Lovecraft - Fear of the UnknownIn Lovecraft: Fear of the Unknown, a handful of well known genre storytellers are tasked with defending Lovecraft’s work and giving a brief account of his life. At its best, the documentary academically tracks the progression of Lovecraft’s writing from his earlier, Dunsany-inspired pieces to his radically unique later efforts. In considering the man, however, there are some unfortunate gaps. The interviewees are open in discussing Lovecraft’s neuroses, however more of a specific delving into his mental health might have been fruitful (with how prolific of a letter writer he was, the documentary could have explored these accounts more thoroughly). As regards his xenophobia, there are a few interesting arguments that in no way dismiss how deplorable it is, but do suggest that the way that theme develops in his writing is slightly more complicated than one imagines at first glance (that is, the foreigners in Lovecraft’s work are always the most enlightened—while this promotes the fact that their “otherness” is intermingled with evils, it nonetheless affords them a position of power and responsibility). The documentary won’t teach a viewer much more than a casual glance at his Wikipedia entry would, but something must be said for intelligent, creative people espousing on the merits of one of their chosen favorites.



Kong: Skull Island (2016)
April 26, 2017, 4:45 pm
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Director: Jordan Vogt-Roberts
3 Stars
Kong - Skull IslandThe King Kong franchise resurfaces every so often to showcase the height of contemporary special effects. Most recently, the Peter Jackson adaptation was treated as a curio in the way that it continued the use of the new motion capture techniques that were innovated in the Lord of the Rings films. It diminishes some of the series’ sense of spectacle, then, that Kong: Skull Island has nothing more spectacularly imagined than what is seen in the average blockbuster these days—even bloating the beast up to a heretofore unseen scale barely makes one’s eyes widen. Forgoing the burden of “prestige”, director Jordan Vogt-Roberts wisely uses Kong mythology merely for the purposes of developing an unashamed light adventure film that dishes out a new monster every twenty minutes or so of screen time. If it feels rather ordinary among the crop of Hollywood adventure stories, it is never suffocated by the same weight that hampered Jackson’s vision. Vogt-Roberts demonstrates some personality in the filmmaking—the 1970s period detail provides for both an engaging classic rock soundtrack and the occasionally inspired period-specific touch of wit (including the frequent cutaways to a Nixon bobblehead during an impressive early set piece)—but other sequences, such as Tom Hiddleston slashing through monsters with a samurai sword, are total misfires.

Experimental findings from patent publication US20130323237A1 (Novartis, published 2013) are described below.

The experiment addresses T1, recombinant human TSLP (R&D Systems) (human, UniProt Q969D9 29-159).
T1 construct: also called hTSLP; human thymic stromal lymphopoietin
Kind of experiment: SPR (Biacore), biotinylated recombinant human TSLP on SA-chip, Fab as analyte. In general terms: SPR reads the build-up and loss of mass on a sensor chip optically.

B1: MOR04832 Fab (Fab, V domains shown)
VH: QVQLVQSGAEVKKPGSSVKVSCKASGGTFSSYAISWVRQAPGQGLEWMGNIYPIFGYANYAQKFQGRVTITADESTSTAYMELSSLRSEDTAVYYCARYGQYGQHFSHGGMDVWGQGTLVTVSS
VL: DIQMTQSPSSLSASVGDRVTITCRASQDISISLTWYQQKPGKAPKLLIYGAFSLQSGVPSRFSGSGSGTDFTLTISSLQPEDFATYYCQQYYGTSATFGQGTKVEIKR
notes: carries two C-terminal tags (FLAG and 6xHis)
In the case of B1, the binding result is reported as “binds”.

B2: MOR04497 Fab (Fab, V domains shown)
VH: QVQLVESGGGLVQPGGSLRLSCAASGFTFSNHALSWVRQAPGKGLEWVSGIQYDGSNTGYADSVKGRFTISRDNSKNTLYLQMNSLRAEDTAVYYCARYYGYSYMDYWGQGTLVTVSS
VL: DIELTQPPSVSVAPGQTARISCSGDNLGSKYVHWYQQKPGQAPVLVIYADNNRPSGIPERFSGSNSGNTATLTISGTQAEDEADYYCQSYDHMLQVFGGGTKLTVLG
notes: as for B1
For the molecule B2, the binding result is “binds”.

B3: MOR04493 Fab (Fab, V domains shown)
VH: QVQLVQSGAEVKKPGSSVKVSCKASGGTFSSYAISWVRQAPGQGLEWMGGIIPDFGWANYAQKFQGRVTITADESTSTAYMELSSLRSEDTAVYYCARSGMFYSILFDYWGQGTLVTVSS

Fantastic Planet (1973)
April 24, 2017, 8:08 pm
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Director: René Laloux
3 Stars
Fantastic Planet.jpgOn the planet of Ygam, a subservient race of pint-sized humanoids known as Oms are both kept as pets and eradicated by the ruling Draags, colossal cyan beings who frequently engage in unusual meditations. By the end of the film, an educated Om comes to learn that the Draags intend to completely eliminate their kind, and so the Oms must fight against their rulers until a harmony between the two races can be reached. The way the film deals with fascism, genocide, and racism gives it broad, worldly relevance, but Fantastic Planet is moreso known for its wholly unique visual style. Aside the straightforward narrative are the numerous cutaways to Ygam’s plant and animal life—in one scene, a reptile-like creature emerges from an egg and is quickly met by an approaching beast that maternally cleans it with its tongue just before devouring it. Similar, bizarre plant life reaches with tentacles to attack passing creatures, and in settling disputes the Oms attach beaked monstrosities to their chests as their choice of weapon. Roland Topor, the Polish animator who designed the universe, had teamed with Alejandro Jodorowsky in the 1960s with the ambition of creating a new surrealist movement, and in framing this bizarre, hugely allegorical story in an animation style that resembles the moving picture books of Monty Python and the Holy Grail, the film became a vision that remains easily identifiable by any snapshot.